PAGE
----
Sexual orientation is a separate issue from gender identity. Sexual orientation is associated with the sexual attraction between one person and another. This is quite different from the internal knowledge of one’s own identity. Trans people may be gay, straight, bisexual or, occasionally, asexual. Their sexual relationships may remain the same through the transition process or, occasionally they may shift. So a person who is living as a man, and is in a heterosexual relationship with a woman may, having transitioned to live as a woman, continue to be attracted to women and seek a relationship with a woman – or – may be attracted to men, and therefore seek a relationship with a man. Sometimes trans people make lasting relationships with other trans and non-binary people, so the possibilities are many and varied, and do not necessarily fit comfortably into typical categorisations of sexual behaviours. Those who remain in a long-term relationship, despite one partner having transitioned cannot be categorised by any existing terminology, since the sexual orientation of the non-trans partner does not change; the orientation of the trans partner may or may not shift, as described above. Sometimes, for clarity, the terms: androphylic (attracted to men); and gynaephylic (attracted to women) may be used.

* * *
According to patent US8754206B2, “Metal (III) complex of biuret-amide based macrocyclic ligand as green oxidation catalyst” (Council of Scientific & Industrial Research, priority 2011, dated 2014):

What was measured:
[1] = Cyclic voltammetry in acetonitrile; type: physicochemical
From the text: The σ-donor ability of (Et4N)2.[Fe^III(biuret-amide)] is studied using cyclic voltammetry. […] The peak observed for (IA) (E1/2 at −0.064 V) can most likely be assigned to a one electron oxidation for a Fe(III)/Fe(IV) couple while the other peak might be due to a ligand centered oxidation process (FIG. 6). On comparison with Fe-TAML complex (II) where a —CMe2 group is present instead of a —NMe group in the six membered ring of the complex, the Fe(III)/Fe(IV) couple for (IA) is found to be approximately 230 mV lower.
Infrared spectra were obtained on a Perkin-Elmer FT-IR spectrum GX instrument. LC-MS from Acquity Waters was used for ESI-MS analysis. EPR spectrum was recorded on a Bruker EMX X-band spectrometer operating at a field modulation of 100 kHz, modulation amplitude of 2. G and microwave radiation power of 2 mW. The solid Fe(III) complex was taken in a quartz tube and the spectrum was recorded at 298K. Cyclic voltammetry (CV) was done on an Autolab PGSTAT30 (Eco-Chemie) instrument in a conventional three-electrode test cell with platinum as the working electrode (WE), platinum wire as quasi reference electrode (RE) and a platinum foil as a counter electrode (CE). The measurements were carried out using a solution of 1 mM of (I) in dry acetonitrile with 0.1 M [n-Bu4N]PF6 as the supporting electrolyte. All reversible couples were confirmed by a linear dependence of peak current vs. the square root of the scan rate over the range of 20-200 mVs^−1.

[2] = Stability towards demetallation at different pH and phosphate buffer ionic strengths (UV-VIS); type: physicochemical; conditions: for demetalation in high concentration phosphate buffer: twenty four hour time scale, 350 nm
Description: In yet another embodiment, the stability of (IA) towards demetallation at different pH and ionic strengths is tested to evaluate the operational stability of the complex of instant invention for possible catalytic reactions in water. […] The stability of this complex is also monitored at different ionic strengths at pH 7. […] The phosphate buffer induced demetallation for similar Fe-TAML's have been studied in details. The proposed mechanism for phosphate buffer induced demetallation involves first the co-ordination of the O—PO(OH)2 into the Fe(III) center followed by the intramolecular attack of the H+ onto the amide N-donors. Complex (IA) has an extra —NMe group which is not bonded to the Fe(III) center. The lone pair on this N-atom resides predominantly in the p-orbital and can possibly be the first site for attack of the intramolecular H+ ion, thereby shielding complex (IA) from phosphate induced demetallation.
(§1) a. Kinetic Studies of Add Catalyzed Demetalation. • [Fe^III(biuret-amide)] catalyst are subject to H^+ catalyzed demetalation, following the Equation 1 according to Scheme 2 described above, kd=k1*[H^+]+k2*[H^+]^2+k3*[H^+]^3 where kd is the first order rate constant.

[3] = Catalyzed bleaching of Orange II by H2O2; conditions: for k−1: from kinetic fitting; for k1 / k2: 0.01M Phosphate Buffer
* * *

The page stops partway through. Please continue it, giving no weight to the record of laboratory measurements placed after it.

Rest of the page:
15. Gender Recognition Act (2004)

The Gender Recognition Act (GRA) became effective in 2005. Currently (2018) the gender recognition certificate (GRC) can be obtained by those who can demonstrate that they have lived for at least two years in their affirmed gender, and that they have a diagnosis of ‘gender dysphoria’. Those whose births were registered in the UK qualify for a new birth certificate. Those who are in a pre-existing marriage, same-sex marriage or civil partnership, are obliged to change these legal relationships, with the consent of the spouse, either from an assumed heterosexual relationship (marriage) to a same-sex marriage or civil partnership, or from a civil partnership/same-sex marriage to a marriage. Discussions are ongoing as to whether the UK will allow statutory ‘self-determination’ as sufficient for obtaining a GRC.

Breaching the confidentiality of trans people without their consent is always unlawful, but if they have a GRC and the information is passed on by a person who has learned this information in an ‘official capacity’, that is, as part of their job, this could be a criminal offence. The government is considering simplifying the process of obtaining a GRC by introducing ‘self-declaration’. This approach has already been adopted in several other countries, including the Republic of Ireland, without any adverse outcomes.